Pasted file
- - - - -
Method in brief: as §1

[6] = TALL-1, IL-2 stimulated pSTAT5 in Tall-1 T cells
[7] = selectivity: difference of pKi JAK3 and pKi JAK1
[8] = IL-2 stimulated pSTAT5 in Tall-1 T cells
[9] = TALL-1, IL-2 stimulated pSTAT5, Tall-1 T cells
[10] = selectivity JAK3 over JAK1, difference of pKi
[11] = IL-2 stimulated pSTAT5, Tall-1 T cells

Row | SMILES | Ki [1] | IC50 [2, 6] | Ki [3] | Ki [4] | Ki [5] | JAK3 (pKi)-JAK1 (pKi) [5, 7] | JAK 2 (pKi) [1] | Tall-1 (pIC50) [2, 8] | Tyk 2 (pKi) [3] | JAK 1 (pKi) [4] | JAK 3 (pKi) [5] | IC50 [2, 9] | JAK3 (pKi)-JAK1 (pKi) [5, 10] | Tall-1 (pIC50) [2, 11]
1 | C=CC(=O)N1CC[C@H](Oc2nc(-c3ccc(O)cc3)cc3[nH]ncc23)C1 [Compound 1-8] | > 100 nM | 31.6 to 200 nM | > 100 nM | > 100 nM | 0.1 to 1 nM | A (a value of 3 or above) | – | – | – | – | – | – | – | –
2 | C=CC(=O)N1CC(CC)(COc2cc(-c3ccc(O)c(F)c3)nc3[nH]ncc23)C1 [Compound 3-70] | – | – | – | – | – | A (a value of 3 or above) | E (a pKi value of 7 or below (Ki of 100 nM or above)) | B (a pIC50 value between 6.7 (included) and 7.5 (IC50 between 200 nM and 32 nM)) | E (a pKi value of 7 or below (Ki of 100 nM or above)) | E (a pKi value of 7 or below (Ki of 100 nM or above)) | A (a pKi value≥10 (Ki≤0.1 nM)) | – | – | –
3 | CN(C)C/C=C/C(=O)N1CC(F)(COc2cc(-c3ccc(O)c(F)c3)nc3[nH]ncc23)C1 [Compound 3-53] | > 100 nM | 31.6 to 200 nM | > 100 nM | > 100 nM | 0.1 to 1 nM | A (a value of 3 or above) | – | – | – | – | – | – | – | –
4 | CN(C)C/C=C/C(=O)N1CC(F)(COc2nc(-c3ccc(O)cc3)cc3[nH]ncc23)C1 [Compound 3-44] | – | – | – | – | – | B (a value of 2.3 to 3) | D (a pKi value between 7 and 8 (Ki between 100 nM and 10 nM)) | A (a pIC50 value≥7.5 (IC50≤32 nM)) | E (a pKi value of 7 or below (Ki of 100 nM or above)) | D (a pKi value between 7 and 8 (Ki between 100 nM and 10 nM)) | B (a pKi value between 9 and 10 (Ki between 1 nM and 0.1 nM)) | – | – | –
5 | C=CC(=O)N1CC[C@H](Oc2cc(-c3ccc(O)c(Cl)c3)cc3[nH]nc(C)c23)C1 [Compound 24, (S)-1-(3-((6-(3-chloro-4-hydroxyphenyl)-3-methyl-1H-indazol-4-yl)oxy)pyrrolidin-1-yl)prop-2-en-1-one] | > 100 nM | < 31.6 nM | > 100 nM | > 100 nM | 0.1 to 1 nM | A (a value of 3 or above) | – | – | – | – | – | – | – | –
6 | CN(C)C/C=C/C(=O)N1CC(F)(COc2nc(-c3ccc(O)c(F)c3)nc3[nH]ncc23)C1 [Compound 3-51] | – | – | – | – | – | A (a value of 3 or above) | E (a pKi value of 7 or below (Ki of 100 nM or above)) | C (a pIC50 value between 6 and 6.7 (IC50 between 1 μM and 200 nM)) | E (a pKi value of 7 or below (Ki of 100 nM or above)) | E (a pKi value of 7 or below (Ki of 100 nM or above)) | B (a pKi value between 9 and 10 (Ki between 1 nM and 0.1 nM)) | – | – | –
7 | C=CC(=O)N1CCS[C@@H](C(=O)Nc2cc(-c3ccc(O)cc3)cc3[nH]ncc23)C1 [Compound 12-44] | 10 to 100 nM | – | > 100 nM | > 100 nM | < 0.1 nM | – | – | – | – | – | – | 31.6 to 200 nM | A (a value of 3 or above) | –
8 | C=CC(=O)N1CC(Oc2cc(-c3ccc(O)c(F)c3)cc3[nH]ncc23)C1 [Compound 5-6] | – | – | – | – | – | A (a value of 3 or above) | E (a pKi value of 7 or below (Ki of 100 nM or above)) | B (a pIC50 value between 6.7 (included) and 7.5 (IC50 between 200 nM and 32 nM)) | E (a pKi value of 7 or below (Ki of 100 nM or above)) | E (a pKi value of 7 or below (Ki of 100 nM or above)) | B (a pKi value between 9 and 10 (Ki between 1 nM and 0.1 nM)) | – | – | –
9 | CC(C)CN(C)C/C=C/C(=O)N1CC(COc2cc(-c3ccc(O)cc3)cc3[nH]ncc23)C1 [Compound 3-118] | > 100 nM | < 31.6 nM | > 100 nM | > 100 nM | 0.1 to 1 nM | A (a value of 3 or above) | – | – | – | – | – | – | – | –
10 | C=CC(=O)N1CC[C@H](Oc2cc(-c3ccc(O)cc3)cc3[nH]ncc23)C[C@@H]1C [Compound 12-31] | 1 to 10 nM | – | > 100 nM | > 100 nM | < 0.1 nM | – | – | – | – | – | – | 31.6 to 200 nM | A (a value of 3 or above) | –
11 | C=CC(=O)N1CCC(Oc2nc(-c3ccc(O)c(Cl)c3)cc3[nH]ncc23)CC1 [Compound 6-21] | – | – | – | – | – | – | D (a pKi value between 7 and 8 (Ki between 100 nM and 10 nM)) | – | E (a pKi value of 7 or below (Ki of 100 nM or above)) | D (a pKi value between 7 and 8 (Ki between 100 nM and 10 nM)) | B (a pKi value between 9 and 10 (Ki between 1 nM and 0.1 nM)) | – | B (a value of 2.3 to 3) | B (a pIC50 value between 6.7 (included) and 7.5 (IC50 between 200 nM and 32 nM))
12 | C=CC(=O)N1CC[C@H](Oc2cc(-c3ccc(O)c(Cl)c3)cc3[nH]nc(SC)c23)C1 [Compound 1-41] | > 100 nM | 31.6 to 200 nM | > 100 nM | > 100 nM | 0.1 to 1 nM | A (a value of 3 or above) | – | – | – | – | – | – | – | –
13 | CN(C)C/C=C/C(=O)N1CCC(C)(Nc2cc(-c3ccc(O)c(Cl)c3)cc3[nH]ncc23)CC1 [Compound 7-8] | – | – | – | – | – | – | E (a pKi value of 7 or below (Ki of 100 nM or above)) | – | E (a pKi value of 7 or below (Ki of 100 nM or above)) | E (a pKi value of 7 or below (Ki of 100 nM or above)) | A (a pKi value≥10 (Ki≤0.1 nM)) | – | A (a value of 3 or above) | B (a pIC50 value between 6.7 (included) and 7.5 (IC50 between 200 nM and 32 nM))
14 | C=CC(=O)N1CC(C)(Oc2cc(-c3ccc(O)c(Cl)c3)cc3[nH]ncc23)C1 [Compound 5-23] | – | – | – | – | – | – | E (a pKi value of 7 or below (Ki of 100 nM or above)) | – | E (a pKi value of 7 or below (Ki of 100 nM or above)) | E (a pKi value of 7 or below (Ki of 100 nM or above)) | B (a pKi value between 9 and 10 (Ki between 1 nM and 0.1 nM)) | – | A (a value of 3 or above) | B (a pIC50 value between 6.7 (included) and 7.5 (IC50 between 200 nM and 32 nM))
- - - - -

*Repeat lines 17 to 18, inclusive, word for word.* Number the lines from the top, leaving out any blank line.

9 | CC(C)CN(C)C/C=C/C(=O)N1CC(COc2cc(-c3ccc(O)cc3)cc3[nH]ncc23)C1 [Compound 3-118] | > 100 nM | < 31.6 nM | > 100 nM | > 100 nM | 0.1 to 1 nM | A (a value of 3 or above) | – | – | – | – | – | – | – | –
10 | C=CC(=O)N1CC[C@H](Oc2cc(-c3ccc(O)cc3)cc3[nH]ncc23)C[C@@H]1C [Compound 12-31] | 1 to 10 nM | – | > 100 nM | > 100 nM | < 0.1 nM | – | – | – | – | – | – | 31.6 to 200 nM | A (a value of 3 or above) | –